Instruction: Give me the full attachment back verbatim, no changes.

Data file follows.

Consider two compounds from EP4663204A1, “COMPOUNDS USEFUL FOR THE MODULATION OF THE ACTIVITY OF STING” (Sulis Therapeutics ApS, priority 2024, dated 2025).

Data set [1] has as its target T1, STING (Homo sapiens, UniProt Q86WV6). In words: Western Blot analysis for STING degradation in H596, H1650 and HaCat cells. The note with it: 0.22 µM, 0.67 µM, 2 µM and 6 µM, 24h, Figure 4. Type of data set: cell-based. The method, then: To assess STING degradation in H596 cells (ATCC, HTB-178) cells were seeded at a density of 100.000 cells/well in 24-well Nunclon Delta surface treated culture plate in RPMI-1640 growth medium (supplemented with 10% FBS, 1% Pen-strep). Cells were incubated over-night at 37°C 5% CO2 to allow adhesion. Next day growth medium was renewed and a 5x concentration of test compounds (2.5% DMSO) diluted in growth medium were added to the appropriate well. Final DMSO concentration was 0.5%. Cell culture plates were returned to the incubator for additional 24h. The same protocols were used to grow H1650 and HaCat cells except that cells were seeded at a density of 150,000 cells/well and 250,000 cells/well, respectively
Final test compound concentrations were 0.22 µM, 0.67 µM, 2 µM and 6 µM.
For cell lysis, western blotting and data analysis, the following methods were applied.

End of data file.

Consider two compounds from EP4663204A1, “COMPOUNDS USEFUL FOR THE MODULATION OF THE ACTIVITY OF STING” (Sulis Therapeutics ApS, priority 2024, dated 2025).

Data set [1] has as its target T1, STING (Homo sapiens, UniProt Q86WV6). In words: Western Blot analysis for STING degradation in H596, H1650 and HaCat cells. The note with it: 0.22 µM, 0.67 µM, 2 µM and 6 µM, 24h, Figure 4. Type of data set: cell-based. The method, then: To assess STING degradation in H596 cells (ATCC, HTB-178) cells were seeded at a density of 100.000 cells/well in 24-well Nunclon Delta surface treated culture plate in RPMI-1640 growth medium (supplemented with 10% FBS, 1% Pen-strep). Cells were incubated over-night at 37°C 5% CO2 to allow adhesion. Next day growth medium was renewed and a 5x concentration of test compounds (2.5% DMSO) diluted in growth medium were added to the appropriate well. Final DMSO concentration was 0.5%. Cell culture plates were returned to the incubator for additional 24h. The same protocols were used to grow H1650 and HaCat cells except that cells were seeded at a density of 150,000 cells/well and 250,000 cells/well, respectively
Final test compound concentrations were 0.22 µM, 0.67 µM, 2 µM and 6 µM.
For cell lysis, western blotting and data analysis, the following methods were applied.